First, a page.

There is no analysis done on the impact of the various approximations on the posterior of the model. Specifically, how is the predictive variance of the model affected with respect to the approximations? Do they negatively affect the uncertainty of the model (I think they probably do significantly).
I find it strange that the smooth RVM is left out of the final experiment. This should be included to make the empirical analysis compelling. However, at least some of the wealth of existing structured sparsity work should also be compared to. Even if that work is not Bayesian, it give a better perspective on how difficult the problem is. Finally, it seems to me that Gaussian processes should really be included in the comparison. Why are these left out? It doesn't seem that the proposed model scales beyond what a GP can model.
Q2: Please summarize your review in 12 sentences
The paper is well written, structured and easy to understand. The authors do a good job of motivating the problem and structured sparse regression is certainly a topic of interest to the NIPS community. The model seems novel and the experiments, although very limited, do demonstrate the quality of the approach. There are, however, some significant concerns with the methodology and the correctness of the model and the empirical evaluation is not exhaustive enough to be compelling. Submitted by Assigned_Reviewer_17
Q1: Comments to author(s). First provide a summary of the paper, and then address the following criteria: Quality, clarity, originality and significance. (For detailed reviewing guidelines, see http://nips.cc/PaperInformation/ReviewerInstructions)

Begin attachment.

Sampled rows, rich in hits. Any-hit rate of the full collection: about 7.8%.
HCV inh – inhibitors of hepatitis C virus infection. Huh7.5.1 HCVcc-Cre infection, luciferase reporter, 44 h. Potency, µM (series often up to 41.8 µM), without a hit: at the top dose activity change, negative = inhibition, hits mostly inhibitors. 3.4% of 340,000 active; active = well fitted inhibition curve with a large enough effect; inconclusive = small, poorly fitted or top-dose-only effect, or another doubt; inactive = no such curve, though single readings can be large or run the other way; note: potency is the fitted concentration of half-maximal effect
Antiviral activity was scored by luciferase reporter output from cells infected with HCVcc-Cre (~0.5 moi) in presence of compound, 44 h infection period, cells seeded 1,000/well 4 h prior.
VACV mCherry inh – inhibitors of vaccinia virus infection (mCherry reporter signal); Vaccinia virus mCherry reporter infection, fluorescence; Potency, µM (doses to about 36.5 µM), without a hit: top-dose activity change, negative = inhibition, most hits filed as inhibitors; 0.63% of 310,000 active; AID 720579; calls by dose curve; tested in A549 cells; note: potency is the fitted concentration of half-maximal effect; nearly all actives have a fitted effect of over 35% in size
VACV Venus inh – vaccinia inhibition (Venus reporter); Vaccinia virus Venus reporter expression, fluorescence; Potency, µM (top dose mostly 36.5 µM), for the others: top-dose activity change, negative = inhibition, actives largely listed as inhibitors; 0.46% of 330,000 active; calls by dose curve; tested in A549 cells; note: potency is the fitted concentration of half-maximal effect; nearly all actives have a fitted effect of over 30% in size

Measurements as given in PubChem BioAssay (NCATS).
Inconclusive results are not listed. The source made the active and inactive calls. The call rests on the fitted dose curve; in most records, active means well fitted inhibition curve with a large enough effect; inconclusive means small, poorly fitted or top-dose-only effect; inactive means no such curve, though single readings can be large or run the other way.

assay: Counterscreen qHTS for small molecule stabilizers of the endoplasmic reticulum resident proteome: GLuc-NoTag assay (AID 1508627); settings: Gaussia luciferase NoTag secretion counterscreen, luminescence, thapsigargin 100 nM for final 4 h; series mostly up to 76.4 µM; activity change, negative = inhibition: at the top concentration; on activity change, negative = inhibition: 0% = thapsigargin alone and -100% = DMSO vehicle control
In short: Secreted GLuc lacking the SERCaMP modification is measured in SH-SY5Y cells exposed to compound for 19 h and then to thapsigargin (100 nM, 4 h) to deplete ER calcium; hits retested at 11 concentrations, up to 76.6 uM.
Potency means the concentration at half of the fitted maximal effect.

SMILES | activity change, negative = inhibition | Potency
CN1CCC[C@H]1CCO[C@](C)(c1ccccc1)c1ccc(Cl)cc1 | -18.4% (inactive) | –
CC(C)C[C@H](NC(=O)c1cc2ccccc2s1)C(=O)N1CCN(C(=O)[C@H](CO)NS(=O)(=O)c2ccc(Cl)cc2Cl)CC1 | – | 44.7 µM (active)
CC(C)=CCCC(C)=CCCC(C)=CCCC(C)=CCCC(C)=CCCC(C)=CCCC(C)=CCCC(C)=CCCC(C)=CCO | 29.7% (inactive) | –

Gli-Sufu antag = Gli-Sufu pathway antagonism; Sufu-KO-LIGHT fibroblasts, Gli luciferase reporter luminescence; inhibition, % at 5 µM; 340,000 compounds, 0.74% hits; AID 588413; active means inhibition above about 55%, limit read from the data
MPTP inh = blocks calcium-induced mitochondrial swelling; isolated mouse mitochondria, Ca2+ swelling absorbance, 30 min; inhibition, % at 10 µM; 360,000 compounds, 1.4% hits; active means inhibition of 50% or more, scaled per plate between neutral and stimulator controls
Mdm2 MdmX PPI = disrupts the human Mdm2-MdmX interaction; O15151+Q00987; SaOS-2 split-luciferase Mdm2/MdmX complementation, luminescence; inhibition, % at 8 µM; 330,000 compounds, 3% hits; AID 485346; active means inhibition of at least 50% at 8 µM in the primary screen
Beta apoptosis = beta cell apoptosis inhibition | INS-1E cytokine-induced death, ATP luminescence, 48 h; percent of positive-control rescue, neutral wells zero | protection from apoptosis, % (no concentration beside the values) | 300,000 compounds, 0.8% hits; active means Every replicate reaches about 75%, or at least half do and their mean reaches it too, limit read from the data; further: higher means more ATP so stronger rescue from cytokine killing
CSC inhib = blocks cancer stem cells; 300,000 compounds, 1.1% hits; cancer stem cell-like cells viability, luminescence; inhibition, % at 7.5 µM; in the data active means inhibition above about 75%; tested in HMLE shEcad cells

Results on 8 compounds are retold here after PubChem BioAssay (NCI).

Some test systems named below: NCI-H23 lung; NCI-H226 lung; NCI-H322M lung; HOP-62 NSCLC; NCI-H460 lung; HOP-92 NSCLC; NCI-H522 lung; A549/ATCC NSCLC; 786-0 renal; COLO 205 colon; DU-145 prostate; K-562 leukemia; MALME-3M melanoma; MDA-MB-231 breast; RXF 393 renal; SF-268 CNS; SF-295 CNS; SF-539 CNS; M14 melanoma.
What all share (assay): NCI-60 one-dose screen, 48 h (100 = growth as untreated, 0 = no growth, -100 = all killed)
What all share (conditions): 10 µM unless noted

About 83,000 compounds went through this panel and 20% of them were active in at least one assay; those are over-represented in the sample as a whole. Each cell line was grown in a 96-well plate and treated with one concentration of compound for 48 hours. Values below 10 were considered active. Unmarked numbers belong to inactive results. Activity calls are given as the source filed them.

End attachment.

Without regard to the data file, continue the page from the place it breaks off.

This paper proposes DRD, Dependent Relevance Determination, that uses Gaussian process as priors of covariance to learn smooth and regionsparse weight tensors in regression problems. It can also impose smoothness by using the power spectrum duals that prune high frequencies and encourage sparseness in two bases simultaneously. The model is an improvement over the previous work of ALD (automatic locality determination), which also captures both sparsity and smoonthness as the proposed model does, but ALD can only detect one nonzero region (cluster) while the proposed one can capture more than one.
The model is well illustrated in simulation study to highlight its performance difference from previous methods (Figure 2, 3, 4).
Figure 5: It was hard to notice the difference across images when printed on a paper while it’s noticeable on screen. The authors may consider redrawing the figures, e.g. by drawing the difference between the estimated and the true covariance instead of the raw matrix value. Also, the label for the last column is written as “DRDsf”, but it’s more consistent to write it as “sDRD” since DRDsf does not seem to appear in the main text.
Figure 6. The label used in the main text for the last column of Figure 6 is “DRD” while in the actual figure the label is “sDRD”. Please clarify.
References [6] and [10] seem to be identical ones.
Line 212 (p.4) “so we we apply” Line 303 ~ 305 (p.6): upper → left, lower → right (regarding Figure 4)
The title is not very informative. The authors may consider changing the title to be more specific.
Q2: Please summarize your review in 12 sentences